# What is most efficient way to find the intersection of a line and a circle in python?

I have a polygon consists of lots of points. I want to find the intersection of the polygon and a circle. Providing the circle center of [x0,y0] and radius of r0, I have wrote a rough function to simply solve the quadratic equation of the circle and a line. But what about the efficiency of find the intersection of every line segment of the polygon one by one? Is there more efficient way?

I know sympy already provide the feature to get the intersections of different geometry. But also what about the efficiency of external library like sympy compared to calculate it by my own function, if I want to deal with lots of polygons?

def LineIntersectCircle(p,lsp,lep):
# p is the circle parameter, lsp and lep is the two end of the line
x0,y0,r0 = p
x1,y1 = lsp
x2,y2 = esp
if x1 == x2:
if abs(r0) >= abs(x1 - x0):
p1 = x1, y0 - sqrt(r0**2 - (x1-x0)**2)
p2 = x1, y0 + sqrt(r0**2 - (x1-x0)**2)
inp = [p1,p2]
# select the points lie on the line segment
inp = [p for p in inp if p>=min(y1,y2) and p<=max(y1,y2)]
else:
inp = []
else:
k = (y1 - y2)/(x1 - x2)
b0 = y1 - k*x1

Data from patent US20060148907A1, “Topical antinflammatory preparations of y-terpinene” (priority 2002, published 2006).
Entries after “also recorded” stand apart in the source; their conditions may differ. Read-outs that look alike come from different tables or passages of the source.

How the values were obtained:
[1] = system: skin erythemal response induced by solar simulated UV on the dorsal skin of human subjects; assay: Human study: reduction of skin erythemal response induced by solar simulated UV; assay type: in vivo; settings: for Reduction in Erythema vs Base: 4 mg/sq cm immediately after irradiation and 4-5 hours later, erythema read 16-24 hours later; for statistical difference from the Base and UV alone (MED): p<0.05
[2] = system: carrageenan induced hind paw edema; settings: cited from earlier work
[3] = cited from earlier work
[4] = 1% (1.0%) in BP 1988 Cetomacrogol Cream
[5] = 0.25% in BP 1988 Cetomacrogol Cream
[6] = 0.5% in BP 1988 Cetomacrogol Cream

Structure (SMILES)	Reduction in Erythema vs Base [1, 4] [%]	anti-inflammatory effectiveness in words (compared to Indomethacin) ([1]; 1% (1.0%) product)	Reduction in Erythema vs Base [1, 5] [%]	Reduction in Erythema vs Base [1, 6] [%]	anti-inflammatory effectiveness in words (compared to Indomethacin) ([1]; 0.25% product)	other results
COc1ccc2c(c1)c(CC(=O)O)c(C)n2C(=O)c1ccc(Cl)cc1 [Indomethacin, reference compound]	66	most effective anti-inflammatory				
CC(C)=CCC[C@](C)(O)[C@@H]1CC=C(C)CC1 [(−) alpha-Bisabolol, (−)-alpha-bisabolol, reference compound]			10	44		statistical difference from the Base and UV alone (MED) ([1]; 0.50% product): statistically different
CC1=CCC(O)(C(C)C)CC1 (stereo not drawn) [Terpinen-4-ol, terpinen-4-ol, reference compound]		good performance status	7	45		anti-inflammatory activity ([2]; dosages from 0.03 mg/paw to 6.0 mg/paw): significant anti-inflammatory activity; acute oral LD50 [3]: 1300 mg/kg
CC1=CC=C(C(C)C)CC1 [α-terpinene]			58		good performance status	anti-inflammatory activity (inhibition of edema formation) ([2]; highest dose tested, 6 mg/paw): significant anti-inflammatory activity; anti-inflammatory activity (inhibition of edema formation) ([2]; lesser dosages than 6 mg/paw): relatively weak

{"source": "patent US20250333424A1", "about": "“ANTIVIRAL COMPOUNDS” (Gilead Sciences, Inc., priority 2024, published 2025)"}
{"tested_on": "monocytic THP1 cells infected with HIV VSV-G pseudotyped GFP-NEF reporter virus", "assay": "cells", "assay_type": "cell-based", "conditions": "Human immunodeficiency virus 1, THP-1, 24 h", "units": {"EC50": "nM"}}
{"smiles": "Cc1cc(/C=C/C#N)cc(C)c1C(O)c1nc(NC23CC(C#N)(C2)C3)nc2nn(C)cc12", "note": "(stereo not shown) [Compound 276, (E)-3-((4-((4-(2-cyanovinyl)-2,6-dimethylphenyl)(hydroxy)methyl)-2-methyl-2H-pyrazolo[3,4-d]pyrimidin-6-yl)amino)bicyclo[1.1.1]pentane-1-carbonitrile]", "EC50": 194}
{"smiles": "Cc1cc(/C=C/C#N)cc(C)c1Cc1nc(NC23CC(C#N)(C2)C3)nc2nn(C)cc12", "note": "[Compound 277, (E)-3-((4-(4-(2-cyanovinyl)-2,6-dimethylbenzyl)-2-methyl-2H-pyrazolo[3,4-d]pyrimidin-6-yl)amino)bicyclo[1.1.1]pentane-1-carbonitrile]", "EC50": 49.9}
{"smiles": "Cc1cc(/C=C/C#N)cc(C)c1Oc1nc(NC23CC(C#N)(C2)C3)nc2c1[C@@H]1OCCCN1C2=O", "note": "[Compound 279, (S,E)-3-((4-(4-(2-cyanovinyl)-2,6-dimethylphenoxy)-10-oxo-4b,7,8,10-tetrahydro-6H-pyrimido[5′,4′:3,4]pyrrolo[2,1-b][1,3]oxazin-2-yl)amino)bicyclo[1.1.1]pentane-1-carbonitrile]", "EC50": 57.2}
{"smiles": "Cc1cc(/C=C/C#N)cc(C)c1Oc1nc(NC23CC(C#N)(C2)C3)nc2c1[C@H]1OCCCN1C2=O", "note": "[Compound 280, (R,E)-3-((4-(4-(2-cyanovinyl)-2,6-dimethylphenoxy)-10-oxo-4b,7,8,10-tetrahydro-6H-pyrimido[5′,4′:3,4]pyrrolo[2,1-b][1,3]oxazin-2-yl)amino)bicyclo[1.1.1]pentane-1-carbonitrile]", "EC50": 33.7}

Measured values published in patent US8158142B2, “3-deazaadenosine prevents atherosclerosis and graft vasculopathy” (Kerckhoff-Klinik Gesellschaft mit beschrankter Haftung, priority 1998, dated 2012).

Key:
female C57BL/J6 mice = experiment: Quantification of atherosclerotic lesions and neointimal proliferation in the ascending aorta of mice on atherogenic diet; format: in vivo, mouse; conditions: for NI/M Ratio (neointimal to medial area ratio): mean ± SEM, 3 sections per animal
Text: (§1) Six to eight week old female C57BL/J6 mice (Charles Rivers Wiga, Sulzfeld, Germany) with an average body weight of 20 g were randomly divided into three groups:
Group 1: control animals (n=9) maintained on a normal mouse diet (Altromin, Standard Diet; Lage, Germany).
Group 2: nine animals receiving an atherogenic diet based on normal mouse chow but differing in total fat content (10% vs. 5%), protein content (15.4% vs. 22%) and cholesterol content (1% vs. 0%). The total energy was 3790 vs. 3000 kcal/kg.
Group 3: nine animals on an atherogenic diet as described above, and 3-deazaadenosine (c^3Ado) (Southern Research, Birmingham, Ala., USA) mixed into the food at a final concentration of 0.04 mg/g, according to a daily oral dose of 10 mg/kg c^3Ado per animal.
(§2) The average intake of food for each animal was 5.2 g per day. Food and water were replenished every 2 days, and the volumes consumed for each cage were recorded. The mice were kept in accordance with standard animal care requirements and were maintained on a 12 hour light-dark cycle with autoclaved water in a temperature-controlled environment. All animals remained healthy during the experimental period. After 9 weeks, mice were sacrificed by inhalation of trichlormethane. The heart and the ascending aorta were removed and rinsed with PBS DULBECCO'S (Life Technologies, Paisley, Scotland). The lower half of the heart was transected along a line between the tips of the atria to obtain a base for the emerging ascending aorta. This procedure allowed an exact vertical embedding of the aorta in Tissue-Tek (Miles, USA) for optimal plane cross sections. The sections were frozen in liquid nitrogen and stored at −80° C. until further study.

a = k**2 + 1
b = 2*k*(b0 - y0) - 2*x0
c = (b0 - y0)**2 + x0**2 - r0**2
delta = b**2 - 4*a*c
if delta >= 0:
p1x = (-b - sqrt(delta))/(2*a)
p2x = (-b + sqrt(delta))/(2*a)
p1y = k*x1 + b0
p2y = k*x2 + b0
inp = [[p1x,p1y],[p2x,p2y]]
# select the points lie on the line segment
inp = [p for p in inp if p>=min(x1,x2) and p<=max(x1,x2)]
else:
inp = []
return inp

• seems to me that you consider the intersections of the circle with the whole line, not only the line segment between the two given points. Is this what you want? – Emanuele Paolini Jun 15 '15 at 12:22
• The only possible optimisation I can think of involves the use of some kind of spatial partition. E.g. a quad-tree. But there is non-trivial cost associated in computing these, so it depends on your larger problem if that's useful or not. – deets Jun 15 '15 at 13:02
• @EmanuelePaolini,Thank you.I've modified the script according to your concern. – xibinke Jun 15 '15 at 13:52
• stackoverflow.com/questions/1073336/… - may be relevant – Roman Susi Jun 15 '15 at 14:00
• Are there still any open issues not answered by any of the answers posted? – firelynx Jun 30 '15 at 12:34

I guess maybe your question is about how to in theory do this in the fastest manner. But if you want to do this quickly, you should really use something which is written in C/C++.

I am quite used to Shapely, so I will provide an example of how to do this with this library. There are many geometry libraries for python. I will list them at the end of this answer.

from shapely.geometry import LineString
from shapely.geometry import Point

p = Point(5,5)
c = p.buffer(3).boundary
l = LineString([(0,0), (10, 10)])
i = c.intersection(l)

print i.geoms.coords
(2.8786796564403576, 2.8786796564403576)

print i.geoms.coords
(7.121320343559642, 7.121320343559642)


What is a little bit counter intuitive in Shapely is that circles are the boundries of points with buffer areas. This is why I do p.buffer(3).boundry